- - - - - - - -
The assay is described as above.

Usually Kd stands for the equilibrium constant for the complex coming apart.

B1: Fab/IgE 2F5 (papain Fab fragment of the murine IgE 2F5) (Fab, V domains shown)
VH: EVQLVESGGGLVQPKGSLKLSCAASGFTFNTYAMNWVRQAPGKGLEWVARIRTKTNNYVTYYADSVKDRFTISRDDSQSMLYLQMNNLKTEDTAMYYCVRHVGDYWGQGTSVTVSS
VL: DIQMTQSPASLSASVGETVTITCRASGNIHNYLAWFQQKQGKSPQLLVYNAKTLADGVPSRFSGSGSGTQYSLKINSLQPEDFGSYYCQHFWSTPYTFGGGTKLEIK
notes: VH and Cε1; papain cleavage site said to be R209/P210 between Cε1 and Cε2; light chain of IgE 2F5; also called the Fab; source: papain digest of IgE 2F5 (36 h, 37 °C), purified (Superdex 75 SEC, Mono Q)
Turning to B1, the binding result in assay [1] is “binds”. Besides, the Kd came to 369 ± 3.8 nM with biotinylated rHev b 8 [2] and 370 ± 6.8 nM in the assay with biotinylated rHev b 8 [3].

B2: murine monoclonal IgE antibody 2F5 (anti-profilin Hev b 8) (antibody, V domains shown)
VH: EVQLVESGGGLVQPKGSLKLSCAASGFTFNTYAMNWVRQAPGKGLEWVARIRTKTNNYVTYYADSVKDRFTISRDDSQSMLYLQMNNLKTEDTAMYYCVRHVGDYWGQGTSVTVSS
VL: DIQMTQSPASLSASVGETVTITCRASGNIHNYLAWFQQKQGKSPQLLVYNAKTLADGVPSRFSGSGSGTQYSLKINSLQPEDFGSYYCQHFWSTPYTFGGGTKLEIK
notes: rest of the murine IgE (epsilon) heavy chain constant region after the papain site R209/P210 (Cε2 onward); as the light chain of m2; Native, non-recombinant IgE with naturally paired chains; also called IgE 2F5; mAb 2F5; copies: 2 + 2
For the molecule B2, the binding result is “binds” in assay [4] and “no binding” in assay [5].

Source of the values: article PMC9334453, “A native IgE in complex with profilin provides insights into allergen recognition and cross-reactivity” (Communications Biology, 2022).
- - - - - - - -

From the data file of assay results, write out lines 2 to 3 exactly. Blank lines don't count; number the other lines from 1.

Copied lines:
Usually Kd stands for the equilibrium constant for the complex coming apart.

B1: Fab/IgE 2F5 (papain Fab fragment of the murine IgE 2F5) (Fab, V domains shown)